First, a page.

In To Be a Machine, Mark O'Connell presents us with the first full-length exploration of transhumanism: its philosophical and scientific roots, its key players and possible futures. From charismatic techies seeking to enhance the body to immortalists who believe in the possibility of 'solving' death, and from computer programmers quietly redesigning the world to vast competitive robotics conventions, To Be a Machine is an adventure in Wonderland for our time.
To Be a Machine paints a vivid portrait of an international movement driven by strange and frequently disturbing ideas and practices but whose obsession with transcending human limitations can be seen as a kind of cultural microcosm, a radical intensification of our broader faith in the power of technology as an engine of human progress. It is a character study of human eccentricity and a meditation on the immemorial desire to transcend the basic facts of our animal existence - a desire as primal as the oldest religions, a story as old as the earliest literary texts. A stunning new nonfiction voice tackles an urgent question...what next for mankind?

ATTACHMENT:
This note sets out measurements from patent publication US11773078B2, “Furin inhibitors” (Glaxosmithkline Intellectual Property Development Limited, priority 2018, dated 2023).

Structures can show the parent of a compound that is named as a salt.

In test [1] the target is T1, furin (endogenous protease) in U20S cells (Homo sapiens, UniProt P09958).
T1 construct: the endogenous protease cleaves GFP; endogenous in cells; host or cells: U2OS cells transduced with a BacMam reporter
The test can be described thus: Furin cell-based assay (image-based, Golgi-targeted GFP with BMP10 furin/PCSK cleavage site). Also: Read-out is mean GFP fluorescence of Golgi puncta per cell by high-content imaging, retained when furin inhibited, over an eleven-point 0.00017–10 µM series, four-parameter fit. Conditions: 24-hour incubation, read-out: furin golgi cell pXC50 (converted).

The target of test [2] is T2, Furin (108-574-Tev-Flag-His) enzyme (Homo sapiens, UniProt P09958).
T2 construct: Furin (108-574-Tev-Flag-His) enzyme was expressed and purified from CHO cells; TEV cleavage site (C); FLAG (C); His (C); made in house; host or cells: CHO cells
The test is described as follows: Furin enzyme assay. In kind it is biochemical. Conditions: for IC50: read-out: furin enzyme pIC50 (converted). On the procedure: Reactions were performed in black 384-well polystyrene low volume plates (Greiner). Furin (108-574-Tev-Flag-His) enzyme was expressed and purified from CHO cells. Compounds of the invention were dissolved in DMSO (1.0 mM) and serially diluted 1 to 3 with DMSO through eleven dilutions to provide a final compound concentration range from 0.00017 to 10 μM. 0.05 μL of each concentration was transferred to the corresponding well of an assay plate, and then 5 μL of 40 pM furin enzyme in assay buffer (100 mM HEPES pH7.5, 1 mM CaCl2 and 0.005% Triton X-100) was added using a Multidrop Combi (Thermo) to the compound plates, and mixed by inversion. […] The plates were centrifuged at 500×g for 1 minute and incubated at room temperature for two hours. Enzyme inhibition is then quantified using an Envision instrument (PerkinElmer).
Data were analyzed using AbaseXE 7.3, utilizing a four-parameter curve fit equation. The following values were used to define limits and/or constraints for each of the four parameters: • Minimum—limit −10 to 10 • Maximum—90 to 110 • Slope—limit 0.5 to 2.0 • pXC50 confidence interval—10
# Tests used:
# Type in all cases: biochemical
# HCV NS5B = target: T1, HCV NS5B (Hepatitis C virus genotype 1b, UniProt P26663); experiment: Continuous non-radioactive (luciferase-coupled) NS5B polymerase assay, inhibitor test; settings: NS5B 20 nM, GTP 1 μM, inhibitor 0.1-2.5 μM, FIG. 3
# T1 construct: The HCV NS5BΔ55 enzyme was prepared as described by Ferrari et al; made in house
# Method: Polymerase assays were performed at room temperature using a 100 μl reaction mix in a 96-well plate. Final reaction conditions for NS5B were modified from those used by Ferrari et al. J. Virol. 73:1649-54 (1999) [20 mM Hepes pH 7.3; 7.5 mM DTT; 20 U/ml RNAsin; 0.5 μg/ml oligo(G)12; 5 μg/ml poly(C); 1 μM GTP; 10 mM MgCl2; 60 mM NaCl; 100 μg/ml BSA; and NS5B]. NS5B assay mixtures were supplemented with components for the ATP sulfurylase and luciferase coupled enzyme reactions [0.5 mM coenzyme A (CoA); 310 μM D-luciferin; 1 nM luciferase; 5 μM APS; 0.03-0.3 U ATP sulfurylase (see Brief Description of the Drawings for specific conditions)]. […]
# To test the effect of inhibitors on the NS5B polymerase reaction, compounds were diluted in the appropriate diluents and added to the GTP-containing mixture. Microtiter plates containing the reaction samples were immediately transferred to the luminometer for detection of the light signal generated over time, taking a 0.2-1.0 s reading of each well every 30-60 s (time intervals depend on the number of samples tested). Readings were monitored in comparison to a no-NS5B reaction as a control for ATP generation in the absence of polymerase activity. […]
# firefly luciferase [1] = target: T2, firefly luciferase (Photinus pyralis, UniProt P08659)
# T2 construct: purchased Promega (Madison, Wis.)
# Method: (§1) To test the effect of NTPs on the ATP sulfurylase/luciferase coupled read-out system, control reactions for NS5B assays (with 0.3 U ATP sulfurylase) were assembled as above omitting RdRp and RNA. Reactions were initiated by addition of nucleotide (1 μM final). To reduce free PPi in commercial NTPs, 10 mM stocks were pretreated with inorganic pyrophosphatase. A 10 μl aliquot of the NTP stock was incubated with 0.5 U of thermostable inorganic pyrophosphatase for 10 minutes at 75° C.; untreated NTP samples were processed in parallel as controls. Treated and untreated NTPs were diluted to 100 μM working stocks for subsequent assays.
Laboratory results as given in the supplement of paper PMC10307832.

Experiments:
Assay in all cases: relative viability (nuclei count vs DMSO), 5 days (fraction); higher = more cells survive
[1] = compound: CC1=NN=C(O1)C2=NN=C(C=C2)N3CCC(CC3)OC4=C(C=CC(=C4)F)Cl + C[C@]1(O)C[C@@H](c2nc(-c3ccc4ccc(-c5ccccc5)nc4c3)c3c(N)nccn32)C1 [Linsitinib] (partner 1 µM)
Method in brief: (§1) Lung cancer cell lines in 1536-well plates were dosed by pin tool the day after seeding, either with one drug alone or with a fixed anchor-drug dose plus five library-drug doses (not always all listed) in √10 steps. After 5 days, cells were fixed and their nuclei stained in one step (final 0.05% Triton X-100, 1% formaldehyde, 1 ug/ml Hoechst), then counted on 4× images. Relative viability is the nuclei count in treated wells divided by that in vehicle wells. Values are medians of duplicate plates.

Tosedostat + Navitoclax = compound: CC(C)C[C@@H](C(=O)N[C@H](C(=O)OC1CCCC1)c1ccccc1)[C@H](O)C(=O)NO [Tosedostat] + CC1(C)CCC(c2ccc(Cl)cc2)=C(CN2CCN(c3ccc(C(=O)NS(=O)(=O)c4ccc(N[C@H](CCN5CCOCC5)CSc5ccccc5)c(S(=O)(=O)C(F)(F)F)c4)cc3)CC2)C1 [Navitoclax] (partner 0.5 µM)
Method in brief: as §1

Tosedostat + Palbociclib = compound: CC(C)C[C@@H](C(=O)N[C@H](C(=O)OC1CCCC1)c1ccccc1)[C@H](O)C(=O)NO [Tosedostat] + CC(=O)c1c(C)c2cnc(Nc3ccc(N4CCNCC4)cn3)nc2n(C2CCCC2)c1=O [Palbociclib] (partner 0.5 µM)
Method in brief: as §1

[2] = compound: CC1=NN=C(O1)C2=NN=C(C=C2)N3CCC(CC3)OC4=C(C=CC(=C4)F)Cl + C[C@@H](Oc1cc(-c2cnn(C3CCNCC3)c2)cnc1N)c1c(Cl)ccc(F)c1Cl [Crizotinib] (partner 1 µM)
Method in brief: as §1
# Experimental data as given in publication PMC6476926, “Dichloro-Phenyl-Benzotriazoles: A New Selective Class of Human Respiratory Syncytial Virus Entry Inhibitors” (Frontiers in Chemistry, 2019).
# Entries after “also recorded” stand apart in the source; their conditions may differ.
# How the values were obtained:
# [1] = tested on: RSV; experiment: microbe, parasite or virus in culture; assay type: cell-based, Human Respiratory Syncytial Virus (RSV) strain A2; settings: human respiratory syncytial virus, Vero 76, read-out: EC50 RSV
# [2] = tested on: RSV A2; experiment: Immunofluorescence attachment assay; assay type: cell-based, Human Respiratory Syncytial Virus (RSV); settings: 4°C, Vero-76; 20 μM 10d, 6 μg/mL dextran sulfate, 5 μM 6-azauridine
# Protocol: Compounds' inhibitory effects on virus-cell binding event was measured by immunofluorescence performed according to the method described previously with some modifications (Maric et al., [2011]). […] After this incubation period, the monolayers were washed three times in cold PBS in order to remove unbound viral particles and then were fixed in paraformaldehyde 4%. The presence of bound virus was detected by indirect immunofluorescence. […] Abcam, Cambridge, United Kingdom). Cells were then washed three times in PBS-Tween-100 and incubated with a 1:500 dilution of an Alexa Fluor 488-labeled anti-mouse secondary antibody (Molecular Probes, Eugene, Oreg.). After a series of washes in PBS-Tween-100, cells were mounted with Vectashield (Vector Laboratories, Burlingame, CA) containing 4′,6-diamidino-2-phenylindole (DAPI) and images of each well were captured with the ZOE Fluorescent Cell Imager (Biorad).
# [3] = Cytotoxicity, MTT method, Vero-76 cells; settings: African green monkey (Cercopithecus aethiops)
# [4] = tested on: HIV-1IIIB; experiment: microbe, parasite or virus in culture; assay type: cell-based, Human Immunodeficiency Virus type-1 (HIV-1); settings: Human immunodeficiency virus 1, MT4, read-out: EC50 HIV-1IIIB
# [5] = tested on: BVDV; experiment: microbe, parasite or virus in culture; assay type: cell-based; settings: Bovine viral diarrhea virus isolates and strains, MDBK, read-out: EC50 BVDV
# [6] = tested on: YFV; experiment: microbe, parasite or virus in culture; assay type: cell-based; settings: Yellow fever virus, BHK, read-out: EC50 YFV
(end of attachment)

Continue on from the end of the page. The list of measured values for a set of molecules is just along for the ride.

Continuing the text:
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Customer ReviewsMost Helpful
By Flappy Paddles on 26-12-17
utterly fascinating and very well read
I loved this book. some fascinating research and it's fantasically read as well which pulled me Into the writers narrative. Well worth a listen if you are Interested at all in technology and how the future could look.
2 of 2 people found this review helpful
By John on 28-05-18
Religion meets technology
The book starts well. I got interested in tranhumanism, datism, AI, robotics etc. on the back of Homo Deus and wanted to explore the topic further. This book is looks at the topic through the prism of an English PHD and arts student, which enables the reader to appreciate these futuristic subjects from a nonpartisan and romantic perspective.
Towards the end I started to enjoy the book less as it veered towards case studies of various people. I was reminded of Grand Theft Auto’s Strangers and Freaks levels.
A good vocabulary helps the reader to appreciate the book too... you may not be familiar with words like eschatology.
Anyway, all good stuff and worth a few hours of your life, and don’t worry about the diminishing returns the book delivers as you progress.
1 of 2 people found this review helpful